Maybe it wasn’t above-the-fold news, but Mets fans probably took notice: the San Diego Padres hired Omar Minaya last week. After interviewing with the Angels for the once-open general manager job, this might seem like a step back for Minaya. The fit might also seem strange, considering current Padres GM Josh Byrnes‘ pedigree in statistics-based analytics.
In the end, though, the move might be a great fit for Minaya. The hiring also represents a step forward for baseball.
Minaya’s duties as the senior vice president of baseball operations will include working with scouting (especially in Latin America) and giving input on trades. These are probably Minaya’s two strongest attributes.
Let’s take the last part first, though. Was Minaya good at trading? He has, perhaps, the worst baseball trade in modern history on his resume. When he sent Cliff Lee, Grady Sizemore, Brandon Phillips and Lee Stevens to the Indians for Bartolo Colon and Tim Drew, Minaya rewrote the way that every team looks at trade-deadline deals. Not in a good way. And even though he turned Colon into Orlando Hernandez and some spare parts following the Expos’ unsuccessful run at the wild card, he couldn’t soften the sting of that trade.
But then Minaya had his whole career as the Mets’ GM to undo that one trade. And he did: Mike Jacobs and Yusmeiro Petit for Carlos Delgado; Dante Brinkley and Gaby Hernandez for Paul LoDuca; Kris Benson for Jorge Julio and John Maine; Xavier Nady for Roberto Hernandez and Oliver Perez; Corey Coles and Ryan Meyers for Angel Pagan; Carlos Gomez, Deolis Guerra, Philip Humber and Kevin Mulvey for Johan Santana. These trades were all wins, and maybe the only player who got away was Heath Bell — whom Minaya dealt, along with Royce Ring, for Jon Adkins and Ben Johnson. Not quite Colon-Lee in the history books — none of them were — but the scale tilted back some while he was in New York.
Maybe his signings weren’t always the best ideas. The Perez, Pedro Martinez and Jason Bay deals -— and even the Santana signing -— were too many dollars and too many years. And some of his role players (Luis Castillo, Alex Cora and the like) were paid too much to be below replacement —- which, on veteran Mets teams, came back to bite him. On the other end, though, Carlos Beltran was worth almost every penny of his long-term deal; and the extensions to David Wright and Jose Reyes were well-timed.
Minaya might be best known for a couple poorly-handled firings near the end of his tenure in New York. In 2008, his front office put out news that they’d fired manager Willie Randolph at midnight on the East Coast. This left the team in some turmoil and led to the “Midnight Massacre” moniker. Later, Minaya was forced to call a press conference after firing Tony Bernazard, the team’s Vice President of Development, after Bernazard reportedly challenged Mets prospects to a physical fight. Adam Rubin, then of the New York Daily News, ran afoul of an obviously stressed-out Minaya during the presser. Minaya responded by questioning Rubin’s motives for his reporting, and insinuating that Rubin’s desire to work for the team had colored his analysis. Press relations are not Minaya’s strength.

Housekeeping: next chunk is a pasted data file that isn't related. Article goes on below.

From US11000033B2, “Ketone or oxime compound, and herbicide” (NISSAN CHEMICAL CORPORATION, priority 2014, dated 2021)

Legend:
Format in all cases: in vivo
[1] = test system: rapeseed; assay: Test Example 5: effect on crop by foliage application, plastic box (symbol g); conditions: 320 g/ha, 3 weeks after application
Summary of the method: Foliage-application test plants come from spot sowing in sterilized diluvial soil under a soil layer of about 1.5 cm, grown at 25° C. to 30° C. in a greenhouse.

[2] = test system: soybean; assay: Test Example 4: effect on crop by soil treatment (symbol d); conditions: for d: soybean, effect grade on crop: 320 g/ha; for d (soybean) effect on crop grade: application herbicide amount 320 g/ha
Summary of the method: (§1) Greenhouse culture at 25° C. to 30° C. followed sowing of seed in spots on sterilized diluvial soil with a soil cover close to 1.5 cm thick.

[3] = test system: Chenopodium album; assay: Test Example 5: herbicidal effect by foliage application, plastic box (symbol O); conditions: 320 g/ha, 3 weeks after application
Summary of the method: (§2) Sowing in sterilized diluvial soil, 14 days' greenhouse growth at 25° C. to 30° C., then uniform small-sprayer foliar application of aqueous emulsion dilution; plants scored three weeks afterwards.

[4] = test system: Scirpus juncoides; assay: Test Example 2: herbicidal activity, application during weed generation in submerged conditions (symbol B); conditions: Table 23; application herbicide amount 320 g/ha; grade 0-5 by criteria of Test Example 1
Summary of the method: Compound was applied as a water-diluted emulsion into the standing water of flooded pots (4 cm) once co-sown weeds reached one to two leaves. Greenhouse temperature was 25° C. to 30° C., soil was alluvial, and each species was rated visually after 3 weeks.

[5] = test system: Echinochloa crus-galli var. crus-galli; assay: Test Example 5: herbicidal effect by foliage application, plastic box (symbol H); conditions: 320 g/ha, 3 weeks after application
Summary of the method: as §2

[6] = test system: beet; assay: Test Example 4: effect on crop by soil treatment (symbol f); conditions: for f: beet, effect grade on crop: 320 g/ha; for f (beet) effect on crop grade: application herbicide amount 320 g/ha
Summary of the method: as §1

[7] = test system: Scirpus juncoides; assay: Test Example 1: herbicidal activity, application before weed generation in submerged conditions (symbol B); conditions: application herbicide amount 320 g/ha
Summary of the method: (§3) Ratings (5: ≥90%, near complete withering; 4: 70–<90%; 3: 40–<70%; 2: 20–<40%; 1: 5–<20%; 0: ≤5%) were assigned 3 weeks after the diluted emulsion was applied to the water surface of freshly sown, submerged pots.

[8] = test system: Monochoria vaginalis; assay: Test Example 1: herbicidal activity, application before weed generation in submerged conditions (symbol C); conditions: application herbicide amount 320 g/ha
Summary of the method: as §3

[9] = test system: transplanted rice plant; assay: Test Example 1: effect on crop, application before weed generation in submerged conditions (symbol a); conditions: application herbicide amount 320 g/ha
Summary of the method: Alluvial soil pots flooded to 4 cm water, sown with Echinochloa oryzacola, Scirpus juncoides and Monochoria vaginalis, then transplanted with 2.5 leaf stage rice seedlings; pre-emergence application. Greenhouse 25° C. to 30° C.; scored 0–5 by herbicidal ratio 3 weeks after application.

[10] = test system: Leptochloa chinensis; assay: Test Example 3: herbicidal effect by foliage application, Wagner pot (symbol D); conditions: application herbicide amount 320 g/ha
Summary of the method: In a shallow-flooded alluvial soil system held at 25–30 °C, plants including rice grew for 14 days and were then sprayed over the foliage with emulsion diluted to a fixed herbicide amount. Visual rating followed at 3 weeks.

But he won’t be responsible for signings or PR in San Diego. Instead, he’ll give background through his extensive contacts around the world. Scouting is his forte — he began his career as a scout in the Texas Rangers’ organization when they acquired Juan Gonzalez and Sammy Sosa — and that will help him fill his new role well.
As the assistant GM in New York, Minaya was involved Jose Reyes‘ signing out of the Dominican Republic. In fact, it was during this first tenure that the team drafted core of what would become the resurgent mid-2000s Mets. As the GM later, he made prominent signings out of Latin America, most notably giving Fernando Martinez $1.4 million in 2005. He also signed lefty Juan Urbina out of Venezuela for $1 million. Sure, maybe only one of the three players paid a decent return, but there’s no denying that Minaya has strong contacts in the region.
In the press conference, Byrnes focused on this aspect, saying that Minaya would take international trips to bolster scouting efforts. He also lauded Minaya for his knowledge: “He knows the job, he’s very networked, he knows about players, he knows about deals.”
This isn’t a buddy hire. This isn’t some sort of sinecure, a golden parachute for a baseball lifer. Minaya was linked to the Blue Jays and to the Indians before the Padres made their move. That’s three teams with established analytical bents, all interested in Minaya’s skills.
What we have here is a case of “everything old is new again.” Minaya’s strengths fall in line with an old-school approach: know your players, know their backgrounds and know their skills. Minaya can make a phone call with someone on each front, and he’s fluent in that language. He’s shown a subjective ability to evaluate trades from this angle, as well. If Byrnes and his staff are confident of their ability to break down the numbers, why not add someone with strengths that lie elsewhere?
In other words, if numbers are the new norm, perhaps scouting, background and subjectivity can once again give a team an edge.